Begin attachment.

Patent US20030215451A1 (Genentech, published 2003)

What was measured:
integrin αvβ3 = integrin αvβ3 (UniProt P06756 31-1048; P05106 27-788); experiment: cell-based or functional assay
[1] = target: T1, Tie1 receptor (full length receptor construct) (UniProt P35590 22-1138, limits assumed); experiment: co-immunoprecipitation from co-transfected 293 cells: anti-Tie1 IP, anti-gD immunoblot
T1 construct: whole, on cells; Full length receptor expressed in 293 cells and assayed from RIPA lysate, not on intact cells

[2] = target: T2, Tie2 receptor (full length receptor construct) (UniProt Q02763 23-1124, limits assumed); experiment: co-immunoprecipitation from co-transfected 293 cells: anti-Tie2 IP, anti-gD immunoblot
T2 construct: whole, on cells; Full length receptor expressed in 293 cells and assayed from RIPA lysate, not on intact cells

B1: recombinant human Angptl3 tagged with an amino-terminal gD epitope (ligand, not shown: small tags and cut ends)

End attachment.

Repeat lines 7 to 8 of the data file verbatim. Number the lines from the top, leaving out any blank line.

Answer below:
T2 construct: whole, on cells; Full length receptor expressed in 293 cells and assayed from RIPA lysate, not on intact cells

B1: recombinant human Angptl3 tagged with an amino-terminal gD epitope (ligand, not shown: small tags and cut ends)